6. Larsen OH, Fenger-Eriksen C, Ingerslev J, Sorensen B.Improved point-of-care identification of hyperfibrinolysis is needed. Throm Res. 2012 Oct;130(4):690-1.

7. Schöchl H, Voelckel W, Grassetto A, Schlimp CJ. Practical application of point-of-care coagulation testing to guide treatment decision in trauma. J Trauma Acute Care Surg. 2013; 74(6):1587-1598.

8. Holcomb JB, Minei KM, Scerbo ML, Radwan ZA, Wade CE, Kozar RA, Gill BS, Albarado R, McNutt MK, Shan S, Adams PR, McCarthy JJ, Cotton BA. Admission Rapid Thromboelastography Can Replace Conventional Coagulation Tests in the Emergency Department Experience With 1974 Consecutive Trauma Patients. Ann Surg 2012; 256:476-486.

9. Cotton BA, Harvin JA, Kostousouv V, Minei KM, Radwan ZA, Schochl H, Wade CE, Holcomb JB, Matijevic N. Hyperfibrinolysis at admission is an uncommon but highly lethal even associated with shock and prehospital fluid administration. J Trauma Acute Care Surg. 2012;73:365-370.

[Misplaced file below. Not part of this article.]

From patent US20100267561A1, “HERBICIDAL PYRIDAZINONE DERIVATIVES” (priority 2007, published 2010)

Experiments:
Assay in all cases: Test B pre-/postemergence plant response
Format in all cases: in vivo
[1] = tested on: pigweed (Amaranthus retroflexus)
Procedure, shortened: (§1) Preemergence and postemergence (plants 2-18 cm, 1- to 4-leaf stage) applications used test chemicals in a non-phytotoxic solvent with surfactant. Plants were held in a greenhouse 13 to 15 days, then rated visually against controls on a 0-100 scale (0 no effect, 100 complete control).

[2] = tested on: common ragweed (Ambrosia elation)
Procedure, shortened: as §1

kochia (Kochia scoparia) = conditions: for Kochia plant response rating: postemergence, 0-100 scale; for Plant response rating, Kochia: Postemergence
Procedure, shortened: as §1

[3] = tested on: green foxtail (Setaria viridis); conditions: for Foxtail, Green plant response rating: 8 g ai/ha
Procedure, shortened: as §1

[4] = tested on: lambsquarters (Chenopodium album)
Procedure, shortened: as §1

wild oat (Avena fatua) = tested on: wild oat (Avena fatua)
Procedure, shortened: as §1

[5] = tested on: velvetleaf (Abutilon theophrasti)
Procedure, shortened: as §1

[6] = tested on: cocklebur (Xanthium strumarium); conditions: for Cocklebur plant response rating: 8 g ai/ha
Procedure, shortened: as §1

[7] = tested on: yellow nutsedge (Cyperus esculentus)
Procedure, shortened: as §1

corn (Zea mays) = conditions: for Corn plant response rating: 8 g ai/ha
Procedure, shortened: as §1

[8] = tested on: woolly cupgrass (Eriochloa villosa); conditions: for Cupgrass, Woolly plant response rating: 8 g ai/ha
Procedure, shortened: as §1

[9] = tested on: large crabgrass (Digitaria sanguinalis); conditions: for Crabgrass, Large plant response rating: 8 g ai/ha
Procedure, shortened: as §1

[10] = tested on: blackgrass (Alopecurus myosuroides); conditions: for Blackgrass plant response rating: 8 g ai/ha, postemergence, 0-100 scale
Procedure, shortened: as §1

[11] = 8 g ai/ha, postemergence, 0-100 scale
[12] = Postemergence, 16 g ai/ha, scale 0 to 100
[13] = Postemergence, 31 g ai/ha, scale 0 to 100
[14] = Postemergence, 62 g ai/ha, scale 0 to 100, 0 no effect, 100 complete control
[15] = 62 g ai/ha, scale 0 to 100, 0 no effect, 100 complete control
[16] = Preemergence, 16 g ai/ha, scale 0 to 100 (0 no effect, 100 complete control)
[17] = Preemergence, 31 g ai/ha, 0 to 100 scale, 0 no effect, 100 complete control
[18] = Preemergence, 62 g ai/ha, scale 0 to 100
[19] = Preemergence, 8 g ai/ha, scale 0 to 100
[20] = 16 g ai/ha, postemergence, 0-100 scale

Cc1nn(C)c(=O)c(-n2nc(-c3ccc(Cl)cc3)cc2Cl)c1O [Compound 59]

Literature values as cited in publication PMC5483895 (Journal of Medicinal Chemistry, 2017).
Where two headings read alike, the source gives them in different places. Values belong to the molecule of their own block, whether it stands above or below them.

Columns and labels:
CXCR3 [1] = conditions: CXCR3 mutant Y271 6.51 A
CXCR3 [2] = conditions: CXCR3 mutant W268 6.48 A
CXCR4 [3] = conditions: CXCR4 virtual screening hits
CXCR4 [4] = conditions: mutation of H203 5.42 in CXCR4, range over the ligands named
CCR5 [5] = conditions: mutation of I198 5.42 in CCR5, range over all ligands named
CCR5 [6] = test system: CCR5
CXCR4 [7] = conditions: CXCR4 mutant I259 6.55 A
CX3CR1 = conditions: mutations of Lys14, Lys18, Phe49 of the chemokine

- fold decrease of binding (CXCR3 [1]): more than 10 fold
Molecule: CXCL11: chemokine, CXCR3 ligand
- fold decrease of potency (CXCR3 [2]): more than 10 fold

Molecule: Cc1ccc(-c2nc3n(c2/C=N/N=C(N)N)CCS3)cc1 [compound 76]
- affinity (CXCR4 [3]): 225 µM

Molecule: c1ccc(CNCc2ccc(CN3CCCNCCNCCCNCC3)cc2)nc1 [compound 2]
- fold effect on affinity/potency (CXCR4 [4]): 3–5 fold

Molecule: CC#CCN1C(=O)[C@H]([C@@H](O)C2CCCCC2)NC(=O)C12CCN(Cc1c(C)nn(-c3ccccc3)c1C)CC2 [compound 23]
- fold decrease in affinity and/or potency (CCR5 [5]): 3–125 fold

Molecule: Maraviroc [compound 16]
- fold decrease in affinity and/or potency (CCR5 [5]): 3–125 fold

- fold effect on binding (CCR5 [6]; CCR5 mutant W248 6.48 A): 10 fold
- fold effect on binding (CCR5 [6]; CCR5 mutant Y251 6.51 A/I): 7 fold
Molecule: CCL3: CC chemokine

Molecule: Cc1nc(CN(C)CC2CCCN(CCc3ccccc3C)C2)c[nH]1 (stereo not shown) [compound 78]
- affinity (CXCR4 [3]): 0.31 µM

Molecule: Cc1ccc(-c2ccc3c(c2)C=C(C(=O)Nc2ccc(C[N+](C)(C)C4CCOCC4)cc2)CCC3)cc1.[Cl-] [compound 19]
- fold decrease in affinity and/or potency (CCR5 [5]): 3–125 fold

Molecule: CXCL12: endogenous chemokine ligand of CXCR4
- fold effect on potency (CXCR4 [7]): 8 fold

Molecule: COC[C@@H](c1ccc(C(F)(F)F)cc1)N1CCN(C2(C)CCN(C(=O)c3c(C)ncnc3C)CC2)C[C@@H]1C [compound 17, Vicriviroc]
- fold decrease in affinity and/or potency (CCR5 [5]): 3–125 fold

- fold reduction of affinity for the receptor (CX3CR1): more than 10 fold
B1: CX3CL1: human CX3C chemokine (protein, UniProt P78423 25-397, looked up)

10. Chapman MP, Moore EE, Ghasabyan A, Harr JN, Chin TL, Ramos CR, Stringham JR, Silliman CC, Banerjee A. TEG fibrinolysis above 3% is the critical value for initiation of antifibrinolytic therapy. J Trauma Acute Care Surg. In Press.

11. Coleman WP, Benzel D, Cahill DW, Ducker T, Geisler F, Green B, Gropper MR, Goffin J, Madsen PW 3rd, Maiman DJ, Ondra SL, Rosner M, Sasso RC, Trost GR, Zeidman S.  A critical appraisal of the reporting of the National Acute Spinal Cord Injury Studies (II and III) of methylprednisolone in acute spinal cord injury. J Spinal Disord 2000 Jun;13(3):185-99.

12. Hansebout RR, Kachur E. Acute Traumatic spinal cord injury. Up To Date. 2013.

13. Eck JC, Nachtigall D, Humphreys SC, Hodges SD. Questionnaire survey of spine surgeons on the use of methylprednisolone for acute spinal cord injury. Spine. 2006; 31:E250-253.

14. Geisler FH. Excessively closed science hurts. BMJ. 2008;336:629.